Hi, hello. I’m Magan, and I haven’t contributed to Read Me before. What I have done is think every month that I’m going to contribute, and then I go into some kind of black out state and wake up a month later having missed my chance. But here I am. I’m currently in the past (November 18th to be exact… three days past my extended deadline wow), and in the past we are still reeling from what happened 10 days ago. I’m sure you remember. I’m sure it’s still on the forefront of your mind, regardless of if there are pieces in this magazine that are addressing the social, political, and emotional fallout of the election.
"Before we start, I have a disclaimer. I’m white, and I write from that perspective."
While planning this piece, I rocketed between so many different topics- first I was going to write a point-by-point connection between now and the fall of the Weimar Republic/the rise of Nazism because, boy howdy, they are similar. Then I wanted to explain how to protect your online data from tracking because that is definitely going to be a huge factor in the coming days. But then I wanted it to be a travel narrative about going to this Bernie Sanders rally I attended so I could talk about progressivism and unity. Finally, I landed on this. It’s going to be long (but worth it?). It’s going to have jokes (not all will land). But hopefully, what it’s going to have the most of is some clarity about what to do next.
Before we start, I have a disclaimer. I’m white, and I write from that perspective. When I’m speaking about social inequality in our country, I’m speaking as a white person to white people. Why? Because I don’t (though sadly I can’t say I’ve never tried to) presume to know what existence is like for Black, Hispanic/Latinx, or Muslim people in this country. I don’t know how Asians and Asian Americans feel about so many invoking Japanese internment camps as a justification for a Muslim registry, while simultaneously leaving them largely out of the conversation. I don’t know the incredible pain that comes from struggling for hundreds of years to be equal to the people who put you in mental and literal bondage. I don’t know what it feels like to be born, live, and grow here, and then be told that you may be forcibly removed because your parents aren’t citizens. I don’t know what it’s like to be shot with rubber bullets because people in charge (who stole the land to begin with) believe their oil is more important than your water. My whiteness keeps me from truly understanding these things because my whiteness is what caused them. So, I don’t speak to that. How could I? There are a lot of people who can and do though- are you on Twitter? You should get on Twitter. People are constantly teaching me on Twitter. If you’re a white reader, you may be getting huffy about the perceived assertion you can’t have an opinion on these things. If you’re feeling that, I ask you to bear with me.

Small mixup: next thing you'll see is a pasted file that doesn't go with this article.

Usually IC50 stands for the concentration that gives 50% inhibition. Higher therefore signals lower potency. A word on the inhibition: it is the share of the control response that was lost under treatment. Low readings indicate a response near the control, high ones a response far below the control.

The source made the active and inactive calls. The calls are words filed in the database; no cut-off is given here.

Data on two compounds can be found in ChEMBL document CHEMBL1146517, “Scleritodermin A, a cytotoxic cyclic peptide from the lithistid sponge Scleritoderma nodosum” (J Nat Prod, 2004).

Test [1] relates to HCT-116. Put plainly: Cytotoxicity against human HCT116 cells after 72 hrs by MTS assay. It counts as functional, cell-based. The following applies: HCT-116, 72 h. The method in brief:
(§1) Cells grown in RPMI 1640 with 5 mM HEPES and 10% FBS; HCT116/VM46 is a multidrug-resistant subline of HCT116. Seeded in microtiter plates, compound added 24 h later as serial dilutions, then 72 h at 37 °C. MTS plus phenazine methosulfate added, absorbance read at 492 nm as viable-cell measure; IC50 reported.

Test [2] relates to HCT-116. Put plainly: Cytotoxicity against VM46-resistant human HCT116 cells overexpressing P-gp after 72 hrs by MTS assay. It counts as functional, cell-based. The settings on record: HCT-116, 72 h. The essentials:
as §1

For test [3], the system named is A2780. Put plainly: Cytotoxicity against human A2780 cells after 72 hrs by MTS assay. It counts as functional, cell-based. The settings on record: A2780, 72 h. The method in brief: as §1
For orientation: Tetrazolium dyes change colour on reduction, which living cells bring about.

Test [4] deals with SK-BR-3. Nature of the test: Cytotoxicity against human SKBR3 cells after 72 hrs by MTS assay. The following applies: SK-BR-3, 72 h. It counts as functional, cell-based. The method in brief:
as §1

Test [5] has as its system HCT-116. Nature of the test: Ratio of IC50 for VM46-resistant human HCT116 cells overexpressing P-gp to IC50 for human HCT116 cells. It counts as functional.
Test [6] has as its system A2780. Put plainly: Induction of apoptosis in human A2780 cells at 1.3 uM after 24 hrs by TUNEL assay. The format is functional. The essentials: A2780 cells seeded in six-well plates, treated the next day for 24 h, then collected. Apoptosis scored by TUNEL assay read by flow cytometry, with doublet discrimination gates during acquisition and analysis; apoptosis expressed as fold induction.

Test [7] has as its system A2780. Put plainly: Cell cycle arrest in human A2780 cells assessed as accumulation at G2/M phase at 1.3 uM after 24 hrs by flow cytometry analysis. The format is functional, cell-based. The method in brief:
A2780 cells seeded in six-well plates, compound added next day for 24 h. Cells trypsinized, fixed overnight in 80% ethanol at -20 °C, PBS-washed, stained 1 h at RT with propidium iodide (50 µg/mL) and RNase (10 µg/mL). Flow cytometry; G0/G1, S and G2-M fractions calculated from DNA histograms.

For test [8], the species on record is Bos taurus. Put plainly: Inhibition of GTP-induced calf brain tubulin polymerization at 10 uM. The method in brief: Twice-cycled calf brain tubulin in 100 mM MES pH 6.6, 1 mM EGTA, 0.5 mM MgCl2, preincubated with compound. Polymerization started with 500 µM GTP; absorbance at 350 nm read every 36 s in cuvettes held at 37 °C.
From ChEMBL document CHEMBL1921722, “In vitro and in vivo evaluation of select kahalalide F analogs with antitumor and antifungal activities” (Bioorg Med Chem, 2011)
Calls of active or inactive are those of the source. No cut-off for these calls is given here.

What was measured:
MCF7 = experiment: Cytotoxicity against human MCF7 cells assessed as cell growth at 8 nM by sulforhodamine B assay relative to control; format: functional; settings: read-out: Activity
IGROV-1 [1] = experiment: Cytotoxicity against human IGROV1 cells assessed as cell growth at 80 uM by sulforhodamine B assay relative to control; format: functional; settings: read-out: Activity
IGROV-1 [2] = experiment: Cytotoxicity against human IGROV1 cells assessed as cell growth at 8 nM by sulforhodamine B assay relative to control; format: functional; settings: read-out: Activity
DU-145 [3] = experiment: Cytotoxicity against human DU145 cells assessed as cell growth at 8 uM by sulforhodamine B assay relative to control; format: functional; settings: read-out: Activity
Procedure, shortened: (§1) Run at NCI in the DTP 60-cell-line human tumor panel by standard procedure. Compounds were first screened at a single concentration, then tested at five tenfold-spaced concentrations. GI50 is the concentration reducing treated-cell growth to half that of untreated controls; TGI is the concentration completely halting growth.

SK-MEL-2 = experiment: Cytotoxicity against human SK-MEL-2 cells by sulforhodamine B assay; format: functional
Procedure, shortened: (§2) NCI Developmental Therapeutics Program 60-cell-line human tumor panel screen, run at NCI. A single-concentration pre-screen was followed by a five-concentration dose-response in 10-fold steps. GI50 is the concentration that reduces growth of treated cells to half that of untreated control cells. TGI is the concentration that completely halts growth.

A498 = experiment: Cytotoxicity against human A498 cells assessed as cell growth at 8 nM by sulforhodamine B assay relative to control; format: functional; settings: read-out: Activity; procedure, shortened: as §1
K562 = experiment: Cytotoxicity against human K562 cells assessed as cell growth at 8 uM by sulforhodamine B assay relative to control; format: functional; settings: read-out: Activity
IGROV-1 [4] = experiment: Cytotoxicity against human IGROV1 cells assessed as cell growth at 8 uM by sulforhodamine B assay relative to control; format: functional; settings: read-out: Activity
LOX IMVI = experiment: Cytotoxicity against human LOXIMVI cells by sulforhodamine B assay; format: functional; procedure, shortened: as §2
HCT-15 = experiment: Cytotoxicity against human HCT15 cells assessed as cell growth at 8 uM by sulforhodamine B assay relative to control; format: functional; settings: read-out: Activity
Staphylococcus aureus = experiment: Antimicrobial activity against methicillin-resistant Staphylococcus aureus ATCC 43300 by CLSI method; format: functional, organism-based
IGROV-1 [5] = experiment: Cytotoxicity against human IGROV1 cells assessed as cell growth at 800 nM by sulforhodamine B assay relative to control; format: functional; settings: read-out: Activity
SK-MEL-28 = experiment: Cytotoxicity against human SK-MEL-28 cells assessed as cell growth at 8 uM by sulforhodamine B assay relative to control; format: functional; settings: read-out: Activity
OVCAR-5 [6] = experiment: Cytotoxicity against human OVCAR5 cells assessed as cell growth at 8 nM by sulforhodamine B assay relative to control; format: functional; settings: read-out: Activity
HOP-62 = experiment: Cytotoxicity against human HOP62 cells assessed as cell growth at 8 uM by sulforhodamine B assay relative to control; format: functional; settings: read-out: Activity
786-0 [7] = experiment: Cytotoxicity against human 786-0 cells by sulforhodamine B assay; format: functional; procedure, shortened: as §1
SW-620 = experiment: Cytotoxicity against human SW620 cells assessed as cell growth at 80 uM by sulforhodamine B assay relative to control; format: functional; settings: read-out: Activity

"You can be in Standing Rock last week (as I learned the bus girl was), and still be steamrolling a person of color about a fight that doesn’t actually, meaningfully affect you today."